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On Friday night the world learned of the tragic passing of Muhammad Ali. His fight against Parkinson’s disease came to an abrupt end in Phoenix. The world of sports was orphaned of one of its greatest icons. Few have ever rivaled Mohammed Ali’s stature in sports and few can claim the spot he had as a cultural icon really for the entire world. A truth too painful to admit would be that we might never see a person of his kind ever again. However, we remember him now as a legend athletically, socially and historically.

Muhammad Ali was a World Heavyweight Champion and what a true champion he was. He fought with every inch of desire. The “Thrilla in Manilla” against Joe Frazier was one of, if not the, greatest fights of all time. Ali later said it was as close as he ever “got to dying in the ring”. Throughout his career, he epitomized a ‘never-give-up’ attitude that every athlete can and should look up to.

He was also box office gold and a one-of-a-kind entertainer who drew the adoration of sports fans from around the globe. Ali’s magical era of boxing included Joe Frazier, George Foreman, Leon Spinks, Floyd Patterson and Sonny Liston. Whether he was executing his brilliant and stunning rope-a-dope strategy or demonstrating how he could “float like a butterfly and sting like a bee,” Ali epitomized calm under pressure and limitless self confidence backed by immeasurable courage. In every respect as a fighter and as a larger-than-life persona, he was simply awesome.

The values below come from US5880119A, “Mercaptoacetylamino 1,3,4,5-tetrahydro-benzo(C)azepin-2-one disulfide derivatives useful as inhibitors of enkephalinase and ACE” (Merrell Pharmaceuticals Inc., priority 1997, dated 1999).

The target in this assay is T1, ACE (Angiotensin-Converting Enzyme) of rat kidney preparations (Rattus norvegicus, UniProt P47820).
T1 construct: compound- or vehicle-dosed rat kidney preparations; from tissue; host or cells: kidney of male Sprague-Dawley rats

On a cultural side of things, Muhammad Ali fought bravely and outspokenly against racial discrimination. In the face of nationwide civil unrest over the Vietnam War and rampant bigotry left over from the Jim Crow era, Ali was uniquely proud of his heritage and his people. The 1960s are of course remembered for the civil rights movement, and the rise of historic figures like Malcolm X, Martin Luther King and Elijah Muhammed. It was under their influence that Ali changed his name from Cassius Clay, declaring “Now that I am free, that I don't belong anymore to anyone, that I'm not a slave anymore, I gave back their white name, and I chose a beautiful African one.”

Even the greatest athletes of our time would dream to have the legacy of Muhammad Ali. For sure, many years have passed since Ali’s magnificent accomplishments in and out of the ring captivated our attention, but the legend that was Muhammad Ali will forever live in our minds.

What athletes can do by remembering Ali is to never give up in their sporting journey.Ali famously once said “I hated every minute of training, but I said, 'Don't quit. Suffer now and live the rest of your life as a champion”. This mentality is the epitome of a great athlete, determined to achieve their maximum potential.

Muhammad Ali will forever be known as among many things, the People’s Champion. He fought not just for himself but for millions of supporters around the world who were inspired by him. Ali and the definition of athletic greatness will always be intertwined. He wasn’t just a part of history, he literally made it. Rest in Peace, Champ!